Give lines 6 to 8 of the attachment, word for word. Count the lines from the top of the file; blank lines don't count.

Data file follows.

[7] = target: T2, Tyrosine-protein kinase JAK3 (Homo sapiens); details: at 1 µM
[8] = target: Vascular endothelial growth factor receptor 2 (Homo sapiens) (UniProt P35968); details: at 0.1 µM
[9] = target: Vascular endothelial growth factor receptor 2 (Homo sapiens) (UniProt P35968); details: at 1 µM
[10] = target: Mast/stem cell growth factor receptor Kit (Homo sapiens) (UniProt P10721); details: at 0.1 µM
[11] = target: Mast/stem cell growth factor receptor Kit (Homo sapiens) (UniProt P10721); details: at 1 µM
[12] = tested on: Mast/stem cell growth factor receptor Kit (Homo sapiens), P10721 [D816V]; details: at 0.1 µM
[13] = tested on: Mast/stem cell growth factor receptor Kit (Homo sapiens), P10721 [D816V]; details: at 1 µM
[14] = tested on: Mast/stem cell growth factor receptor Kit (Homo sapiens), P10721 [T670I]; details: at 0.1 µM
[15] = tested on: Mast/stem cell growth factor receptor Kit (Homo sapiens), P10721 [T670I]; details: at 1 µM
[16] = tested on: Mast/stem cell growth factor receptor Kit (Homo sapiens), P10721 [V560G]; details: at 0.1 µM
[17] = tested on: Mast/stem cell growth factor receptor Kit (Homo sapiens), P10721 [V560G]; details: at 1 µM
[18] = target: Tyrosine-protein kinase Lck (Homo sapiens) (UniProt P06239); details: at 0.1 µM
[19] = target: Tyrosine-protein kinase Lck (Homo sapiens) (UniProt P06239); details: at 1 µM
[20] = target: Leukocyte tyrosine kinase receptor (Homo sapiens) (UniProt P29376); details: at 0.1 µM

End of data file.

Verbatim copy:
[12] = tested on: Mast/stem cell growth factor receptor Kit (Homo sapiens), P10721 [D816V]; details: at 0.1 µM
[13] = tested on: Mast/stem cell growth factor receptor Kit (Homo sapiens), P10721 [D816V]; details: at 1 µM
[14] = tested on: Mast/stem cell growth factor receptor Kit (Homo sapiens), P10721 [T670I]; details: at 0.1 µM